From my personal experience seeing patients who used charcoal toothpaste (even 1 time per week), the results were not promising. The charcoal powder became embedded in a pocket in-between the tooth and the gum. This formed a gray line below all of the gums. The charcoal also gave a grayish tint to the gums.  However, there was no noticeable whiteness. It appeared that the charcoal made the gums darker in shade, causing the tooth to appear whiter. Hence, not actually whitening the tooth itself.

In my opinion, charcoal toothpaste tricks you into thinking you are naturally whitening your teeth. You  need to brush extremely hard to get the charcoal toothpaste off, causing you to brush more which may give the illusion of a whiter smile. Do not waste time and energy (and tooth enamel!) on this product.

Are Dental X-Rays Harmful?

By: Dr. Sharanya Srinivasa DMD,, (201) 864-4700

Many of my patients arrive to their appointment with questions and concerns about dental x-rays. Dental x-rays are very safe compared to medical x-rays. The amount of radiation is relatively low.

An interesting fact is that every day we are exposed to radiation. Everything in our environment gives off a certain amount of radiation. For example the sun gives off a certain amount of radiation but you wouldn’t spend your life avoiding sunlight. Unless you are a vampire. All joking aside, dental x-rays are one of the lowest doses of radiation within the medical field. In a routine exam, we take 4 bitewing x-rays which is .005 mSv. This is less than 1 day of natural background radiation. It is the same amount of radiation when you fly in a plane for 1-2 hours.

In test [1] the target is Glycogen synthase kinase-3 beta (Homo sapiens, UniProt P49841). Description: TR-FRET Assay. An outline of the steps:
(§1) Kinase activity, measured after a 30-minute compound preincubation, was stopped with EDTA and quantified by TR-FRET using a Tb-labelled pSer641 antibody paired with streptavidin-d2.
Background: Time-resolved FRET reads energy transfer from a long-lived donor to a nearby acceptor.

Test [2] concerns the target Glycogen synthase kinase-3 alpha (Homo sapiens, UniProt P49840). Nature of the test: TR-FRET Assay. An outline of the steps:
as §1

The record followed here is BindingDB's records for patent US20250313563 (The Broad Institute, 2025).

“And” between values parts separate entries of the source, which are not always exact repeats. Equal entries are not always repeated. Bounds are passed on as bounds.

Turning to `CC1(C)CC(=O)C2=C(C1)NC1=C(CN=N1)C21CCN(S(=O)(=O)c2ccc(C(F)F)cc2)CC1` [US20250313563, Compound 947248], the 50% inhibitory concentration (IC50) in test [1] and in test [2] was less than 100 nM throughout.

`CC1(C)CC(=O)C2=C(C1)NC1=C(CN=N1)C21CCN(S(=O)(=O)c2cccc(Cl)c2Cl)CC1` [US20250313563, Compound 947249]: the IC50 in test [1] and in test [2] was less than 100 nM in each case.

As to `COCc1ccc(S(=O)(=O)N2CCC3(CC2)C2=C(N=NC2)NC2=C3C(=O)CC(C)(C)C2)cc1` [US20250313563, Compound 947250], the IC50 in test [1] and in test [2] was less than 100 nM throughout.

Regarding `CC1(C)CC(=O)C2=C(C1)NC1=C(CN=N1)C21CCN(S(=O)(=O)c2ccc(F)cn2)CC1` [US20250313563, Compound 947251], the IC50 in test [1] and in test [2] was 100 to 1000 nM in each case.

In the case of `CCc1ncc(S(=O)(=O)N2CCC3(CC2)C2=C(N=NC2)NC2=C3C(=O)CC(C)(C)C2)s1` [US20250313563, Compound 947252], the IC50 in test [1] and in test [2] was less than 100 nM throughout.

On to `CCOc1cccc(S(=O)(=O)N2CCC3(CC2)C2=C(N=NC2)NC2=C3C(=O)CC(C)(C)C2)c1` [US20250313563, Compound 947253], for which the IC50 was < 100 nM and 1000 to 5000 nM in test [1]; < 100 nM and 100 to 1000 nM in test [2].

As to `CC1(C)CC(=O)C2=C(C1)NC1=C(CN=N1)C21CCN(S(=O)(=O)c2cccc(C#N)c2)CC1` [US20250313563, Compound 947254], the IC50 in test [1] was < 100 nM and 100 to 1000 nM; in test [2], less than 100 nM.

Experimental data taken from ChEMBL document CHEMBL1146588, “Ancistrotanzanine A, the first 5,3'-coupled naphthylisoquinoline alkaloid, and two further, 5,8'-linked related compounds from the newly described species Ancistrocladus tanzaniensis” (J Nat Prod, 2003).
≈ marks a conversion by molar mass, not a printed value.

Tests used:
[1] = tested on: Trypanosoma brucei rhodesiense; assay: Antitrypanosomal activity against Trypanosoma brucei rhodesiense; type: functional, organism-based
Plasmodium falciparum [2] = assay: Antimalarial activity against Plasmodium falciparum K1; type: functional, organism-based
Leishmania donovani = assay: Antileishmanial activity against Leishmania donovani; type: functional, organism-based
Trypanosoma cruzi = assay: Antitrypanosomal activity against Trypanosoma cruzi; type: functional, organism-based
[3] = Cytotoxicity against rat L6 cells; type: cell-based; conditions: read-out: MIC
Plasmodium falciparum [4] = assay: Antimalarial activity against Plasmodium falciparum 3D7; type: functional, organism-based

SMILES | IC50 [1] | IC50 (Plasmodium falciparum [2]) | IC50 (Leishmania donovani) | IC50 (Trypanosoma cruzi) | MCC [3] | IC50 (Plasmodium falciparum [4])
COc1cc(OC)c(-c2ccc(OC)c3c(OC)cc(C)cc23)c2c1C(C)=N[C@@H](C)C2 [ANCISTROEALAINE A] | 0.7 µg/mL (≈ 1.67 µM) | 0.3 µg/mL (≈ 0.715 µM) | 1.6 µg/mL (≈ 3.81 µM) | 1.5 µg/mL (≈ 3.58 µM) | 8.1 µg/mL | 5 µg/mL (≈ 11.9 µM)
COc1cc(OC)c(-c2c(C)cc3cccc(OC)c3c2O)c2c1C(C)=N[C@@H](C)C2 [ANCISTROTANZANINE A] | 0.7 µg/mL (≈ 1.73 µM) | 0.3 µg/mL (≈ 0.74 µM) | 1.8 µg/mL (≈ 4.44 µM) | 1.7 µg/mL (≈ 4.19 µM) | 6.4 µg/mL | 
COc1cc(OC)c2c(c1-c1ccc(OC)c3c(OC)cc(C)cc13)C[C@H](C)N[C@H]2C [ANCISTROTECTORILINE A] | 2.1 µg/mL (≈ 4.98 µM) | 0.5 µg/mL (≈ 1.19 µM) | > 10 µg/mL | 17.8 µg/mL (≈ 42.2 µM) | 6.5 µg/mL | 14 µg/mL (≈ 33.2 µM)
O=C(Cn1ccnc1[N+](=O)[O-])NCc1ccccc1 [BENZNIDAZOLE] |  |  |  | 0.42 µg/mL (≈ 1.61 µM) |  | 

You may be wondering, “Why does my dentist need to take dental x-rays?” Dental x-rays are helpful for many reasons. They help us find decay inbetween teeth that may not be visible to the naked eye. X-rays also help us check for bone loss, cysts, abscesses, infection on the root, and decay under fillings. Dentists may also need to get an x-rays of the bones and teeth before any procedures they perform and to diagnose periodontal disease.

Dental x-rays are a safe, and important part of dental care. X-ray technology helps find dental issues at an early stage, which saves patients time, money and discomfort.

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Fluoride 101

By: Dr. Sharanya Srinivasa DMD

What is fluoride and why is it used in dental care? Fluoride is a mineral that occurs naturally in many foods, as well as city water in certain places. Some natural sources of fluoride are brewed tea, canned fish, cooked kale, spinach, apples, and skim milk.